Nita Lewis Shattuck, Panagiotis Matsangas, Stephanie Brown
This is the second phase of a longitudinal study comparing the fatigue levels, workload, and performance of crewmembers working on the 3-hrs on/9-hrs off (3/9) and the 5-hrs on/10-hrs off (5/10) watchstanding schedules. Crewmembers from the Reactor Department on the USS NIMITZ (N=117, 24.6±3.89 years old, 95 males, 109 enlisted, with 4.25±2.65 years of active duty) participated in this study. Results show that the 3/9 is better than the 5/10 in terms of sleep quality, subjective levels of fatigue, mood, psychomotor vigilance performance, and acceptance by the Sailors. Although crewmembers on both the 5/10 and the 3/9 received, on average, approximately seven hours of sleep per day, the sleep hygiene and acceptance of the two schedules differ considerably.
Quinn Kennedy, Peter Nesbitt, Jon Alt, Ronald D. Fricker, Jr.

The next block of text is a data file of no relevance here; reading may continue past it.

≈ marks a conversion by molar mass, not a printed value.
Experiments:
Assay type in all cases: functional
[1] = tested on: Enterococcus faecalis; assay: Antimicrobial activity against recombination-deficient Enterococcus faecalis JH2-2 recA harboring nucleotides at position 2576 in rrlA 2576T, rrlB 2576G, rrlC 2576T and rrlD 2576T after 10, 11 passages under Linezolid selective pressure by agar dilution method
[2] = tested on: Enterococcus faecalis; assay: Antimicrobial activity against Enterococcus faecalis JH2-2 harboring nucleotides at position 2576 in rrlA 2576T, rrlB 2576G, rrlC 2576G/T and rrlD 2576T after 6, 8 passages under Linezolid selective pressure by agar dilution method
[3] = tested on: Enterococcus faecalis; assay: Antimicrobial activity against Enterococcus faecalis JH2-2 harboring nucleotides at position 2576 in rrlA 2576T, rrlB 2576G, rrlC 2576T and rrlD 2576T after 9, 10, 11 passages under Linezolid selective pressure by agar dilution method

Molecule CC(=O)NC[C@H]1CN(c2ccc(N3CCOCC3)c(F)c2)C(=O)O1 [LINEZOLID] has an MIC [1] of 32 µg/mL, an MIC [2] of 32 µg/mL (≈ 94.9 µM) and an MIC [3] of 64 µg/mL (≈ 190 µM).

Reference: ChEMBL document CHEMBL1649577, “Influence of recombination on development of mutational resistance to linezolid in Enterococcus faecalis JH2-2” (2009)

In this technical report, we propose that the use of two simple behavioral measures, in conjunction with neurophysiological measures, can be used to create a training intervention that has the potential to provide: (1) real-time notification as to when a training intervention is needed and (2) real-time information as to the type of training intervention that should be employed. The Cognitive Alignment with Performance Targeted Training Intervention Model (CAPTTIM) determines if a trainee’s cognitive state is aligned or misaligned with actual performance. When misalignment occurs, it indicates that a training intervention is needed. Neurophysiological markers, as captured by eyetracking and electroencephalography (EEG), can assist in determining why misalignment between cognitive state and performance occurred, leading to more effective and targeted training intervention. Because all measures are captured continuously in real time, this model has the potential to increase training efficiency and effectiveness in a variety of training domains. The model is illustrated with two case studies.